ARCHIVES / Chicago 2007
Getting Around Chicago
The Fairmont Hotel is located at 200 North Columbus Drive, 2 blocks east of Michigan Avenue between Randolph and Lake Streets.
Els, buses, trolleys, taxis, and your own two feet make getting around Chicago easy. The el and bus cost $2 per trip if you pay cash; a standard travel card gives you a $0.25 discount. See the fare information page at http://www.yourcta.com/maps/fares.html. Buses require exact change. For the el, as in other cities, you must purchase a travel card at a machine in the station. Your best bet may well be a “Chicago Card.”
For details about the el and bus lines and about travel card options, see the CTA site http://www.yourcta.com/ (which also offers information on the Pace suburban bus lines). This site also provides a handy trip-planner feature http://tripsweb.rtachicago.com/ that helps you figure out which els or buses to take to get from here to there and back. You can also order travel cards online at http://www3.yourcta.com/Default.asp?cookie%5Ftest=1
Taxis are everywhere. Expensive, yes, but handy when you need them. Hail them with the classic wave.
Trolleys run during the summer months. Their range is limited, but they’re fun for the short hauls. Go to http://www.tylin.com/chicago/tma/ for more information. The City of Chicago also runs free trolleys; go to Chicago trolleys for the schedule and maps.
Metra Commuter trains (http://www.metrarail.com/) help you get to Chicago’s suburbs (as far away as Wisconsin, Indiana, and Michigan!) and back. The Metra Electric line, which leaves from Millennium Park Station a block from the hotel (http://metrarail.com/Sched/me/me.shtml), is also a good way to get to Hyde Park (University of Chicago). About ten train lines leave from four or five stations. See the Metra pages for train lines, schedules, and fare information.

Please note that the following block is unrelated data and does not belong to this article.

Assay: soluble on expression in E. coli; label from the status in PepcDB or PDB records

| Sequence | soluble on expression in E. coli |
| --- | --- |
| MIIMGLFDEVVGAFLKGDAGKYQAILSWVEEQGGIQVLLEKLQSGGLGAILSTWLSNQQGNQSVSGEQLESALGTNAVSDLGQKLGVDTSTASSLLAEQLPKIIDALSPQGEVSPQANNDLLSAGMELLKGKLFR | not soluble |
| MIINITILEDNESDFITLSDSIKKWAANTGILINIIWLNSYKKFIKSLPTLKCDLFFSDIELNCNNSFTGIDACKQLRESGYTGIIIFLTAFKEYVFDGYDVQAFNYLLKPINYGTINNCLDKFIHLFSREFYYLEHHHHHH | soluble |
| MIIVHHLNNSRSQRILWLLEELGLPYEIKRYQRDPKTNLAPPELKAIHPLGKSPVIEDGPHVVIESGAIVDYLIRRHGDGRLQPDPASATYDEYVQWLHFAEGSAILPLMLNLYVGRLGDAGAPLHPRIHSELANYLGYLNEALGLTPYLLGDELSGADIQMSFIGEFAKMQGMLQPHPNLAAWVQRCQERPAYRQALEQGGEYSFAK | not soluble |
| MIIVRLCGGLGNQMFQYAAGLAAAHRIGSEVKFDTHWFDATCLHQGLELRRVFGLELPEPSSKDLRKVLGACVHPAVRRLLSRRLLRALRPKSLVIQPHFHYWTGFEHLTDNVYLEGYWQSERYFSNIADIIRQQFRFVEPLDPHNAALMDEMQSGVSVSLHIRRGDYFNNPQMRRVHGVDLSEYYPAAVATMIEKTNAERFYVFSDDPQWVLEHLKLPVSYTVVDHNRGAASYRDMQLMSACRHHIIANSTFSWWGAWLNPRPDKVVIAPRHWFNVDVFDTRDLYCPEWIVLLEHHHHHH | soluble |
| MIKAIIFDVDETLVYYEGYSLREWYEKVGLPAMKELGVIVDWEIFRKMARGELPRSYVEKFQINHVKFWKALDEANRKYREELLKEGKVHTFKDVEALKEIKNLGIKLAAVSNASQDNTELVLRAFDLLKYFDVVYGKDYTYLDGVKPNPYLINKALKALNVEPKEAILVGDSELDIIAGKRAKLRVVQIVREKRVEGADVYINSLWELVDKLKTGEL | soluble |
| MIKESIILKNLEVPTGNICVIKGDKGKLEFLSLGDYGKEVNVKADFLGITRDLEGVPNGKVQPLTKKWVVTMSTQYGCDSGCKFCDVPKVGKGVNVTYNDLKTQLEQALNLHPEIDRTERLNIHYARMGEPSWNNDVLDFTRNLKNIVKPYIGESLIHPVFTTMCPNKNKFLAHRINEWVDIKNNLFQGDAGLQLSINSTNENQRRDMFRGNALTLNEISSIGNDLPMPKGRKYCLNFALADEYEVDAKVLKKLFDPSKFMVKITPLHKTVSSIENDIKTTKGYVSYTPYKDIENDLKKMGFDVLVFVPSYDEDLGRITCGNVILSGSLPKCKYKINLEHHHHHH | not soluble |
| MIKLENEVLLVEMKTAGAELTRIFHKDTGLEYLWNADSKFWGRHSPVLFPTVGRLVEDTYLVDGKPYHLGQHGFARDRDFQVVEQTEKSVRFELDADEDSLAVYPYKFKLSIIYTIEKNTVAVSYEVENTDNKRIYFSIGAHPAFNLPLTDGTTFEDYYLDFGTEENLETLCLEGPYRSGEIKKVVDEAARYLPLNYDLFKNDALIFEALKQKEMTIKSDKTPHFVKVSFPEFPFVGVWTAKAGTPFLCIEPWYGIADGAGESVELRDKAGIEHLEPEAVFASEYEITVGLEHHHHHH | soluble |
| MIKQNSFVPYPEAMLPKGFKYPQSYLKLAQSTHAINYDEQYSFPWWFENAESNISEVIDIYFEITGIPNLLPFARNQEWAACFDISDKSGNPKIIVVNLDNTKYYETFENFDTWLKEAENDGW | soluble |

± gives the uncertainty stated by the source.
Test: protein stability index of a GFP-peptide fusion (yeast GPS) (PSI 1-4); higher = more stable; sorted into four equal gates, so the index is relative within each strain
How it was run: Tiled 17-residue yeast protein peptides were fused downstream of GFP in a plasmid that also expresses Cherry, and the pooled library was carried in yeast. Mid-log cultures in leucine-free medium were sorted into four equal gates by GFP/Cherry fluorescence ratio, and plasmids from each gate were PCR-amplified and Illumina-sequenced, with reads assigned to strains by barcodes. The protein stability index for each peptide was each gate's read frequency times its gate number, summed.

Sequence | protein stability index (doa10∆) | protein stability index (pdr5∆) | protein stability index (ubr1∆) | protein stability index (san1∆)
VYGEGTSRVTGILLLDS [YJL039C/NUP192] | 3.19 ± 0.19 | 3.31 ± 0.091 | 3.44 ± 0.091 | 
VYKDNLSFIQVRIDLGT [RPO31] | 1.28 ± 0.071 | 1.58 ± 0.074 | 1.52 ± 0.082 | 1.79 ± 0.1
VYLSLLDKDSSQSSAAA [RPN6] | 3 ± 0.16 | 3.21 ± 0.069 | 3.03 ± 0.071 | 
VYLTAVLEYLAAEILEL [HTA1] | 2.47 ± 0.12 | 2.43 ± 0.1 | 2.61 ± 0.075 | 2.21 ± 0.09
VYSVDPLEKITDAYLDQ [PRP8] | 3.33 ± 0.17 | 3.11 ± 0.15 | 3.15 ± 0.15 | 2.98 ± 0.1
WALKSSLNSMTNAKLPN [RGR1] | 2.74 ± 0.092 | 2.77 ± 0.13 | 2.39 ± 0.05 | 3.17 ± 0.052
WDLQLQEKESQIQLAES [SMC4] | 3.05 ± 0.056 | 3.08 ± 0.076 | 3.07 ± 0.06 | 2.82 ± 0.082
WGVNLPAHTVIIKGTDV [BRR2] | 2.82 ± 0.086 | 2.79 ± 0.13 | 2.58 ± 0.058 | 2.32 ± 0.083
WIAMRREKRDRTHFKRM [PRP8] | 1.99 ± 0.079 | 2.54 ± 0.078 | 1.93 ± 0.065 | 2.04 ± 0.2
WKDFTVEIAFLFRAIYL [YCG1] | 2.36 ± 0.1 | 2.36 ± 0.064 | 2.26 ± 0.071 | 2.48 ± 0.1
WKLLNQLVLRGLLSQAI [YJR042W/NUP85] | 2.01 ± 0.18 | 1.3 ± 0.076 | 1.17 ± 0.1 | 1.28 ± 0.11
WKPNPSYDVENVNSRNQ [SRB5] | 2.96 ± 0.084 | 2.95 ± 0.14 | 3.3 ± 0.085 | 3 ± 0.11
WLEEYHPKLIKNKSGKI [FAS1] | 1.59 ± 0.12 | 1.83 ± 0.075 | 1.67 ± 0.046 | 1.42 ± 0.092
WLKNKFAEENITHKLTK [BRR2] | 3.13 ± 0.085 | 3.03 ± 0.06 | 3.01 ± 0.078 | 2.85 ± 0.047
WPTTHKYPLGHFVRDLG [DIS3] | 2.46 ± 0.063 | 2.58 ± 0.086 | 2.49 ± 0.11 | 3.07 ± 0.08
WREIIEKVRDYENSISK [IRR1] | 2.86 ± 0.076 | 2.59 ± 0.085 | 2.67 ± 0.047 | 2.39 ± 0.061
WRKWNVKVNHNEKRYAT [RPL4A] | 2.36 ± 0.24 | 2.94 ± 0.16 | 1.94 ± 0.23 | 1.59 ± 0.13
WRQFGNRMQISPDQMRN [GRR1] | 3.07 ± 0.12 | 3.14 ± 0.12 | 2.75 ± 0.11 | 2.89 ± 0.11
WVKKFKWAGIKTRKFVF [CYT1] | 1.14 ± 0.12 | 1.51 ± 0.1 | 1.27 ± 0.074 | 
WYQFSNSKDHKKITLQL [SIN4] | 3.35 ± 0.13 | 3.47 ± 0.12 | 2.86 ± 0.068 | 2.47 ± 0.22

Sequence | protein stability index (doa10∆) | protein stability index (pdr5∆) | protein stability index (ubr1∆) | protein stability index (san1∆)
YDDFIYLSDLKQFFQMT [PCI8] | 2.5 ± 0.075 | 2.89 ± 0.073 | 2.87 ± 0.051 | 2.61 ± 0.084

A Salute to the Grid System
With a few exceptions, Chicago streets are laid out on a simple grid system, making it extra easy to figure out where you are in relation to where you want to go. Street numbers north, south, east, and west all start at the corner of State and Madison, outside the landmark Louis Sullivan building that used to house the Carson Pirie Scott department store. A mile is approximately equivalent to eight blocks.
While the South Side includes many numbered streets, the streets on the north and west side are all named.
It helps to remember that Lake Michigan is always East.
One of the many cities of which it can be said, “If you don’t like our weather, wait a minute,” Chicago in the summer can be hot and sticky. The average high temperature for the end of August is low- to mid-80s. But it’s always cooler by the Lake.
Basic Tourism Information
See Toddlin’ Town (page TK), the SAA website, or the Fairmont’s handy concierge site at http://concierge.fairmont.com/location.process/OID_35/OLID_8854/ , which offers suggestions, directions, and factoids. For lots of useful info, go to the City of Chicago's Exploring Chicago pages. For listings and reviews of events, theaters and movies, and restaurants, see also the online version of Chicago’s historic free weekly, the Chicago Reader (http://www.chicagoreader.com/) or the Tribune’s Metromix http://metromix.chicagotribune.com/
The gorgeous Cultural Center (formerly the main Chicago Public Library) now houses Chicago’s official Visitor’s Center. It’s just three blocks from the Fairmont at 78 West Washington Street (corner of Washington and Michigan), and it also offers exhibits and other events, a café, and a great gift shop. (Mon-Thurs, 8:00 am – 7:00 pm; Fri, 8:00 am - 6:00 pm, Sat 9:00 am – 6:00 pm, Sun 10:00 am – 6:00 pm; 312-744-6630).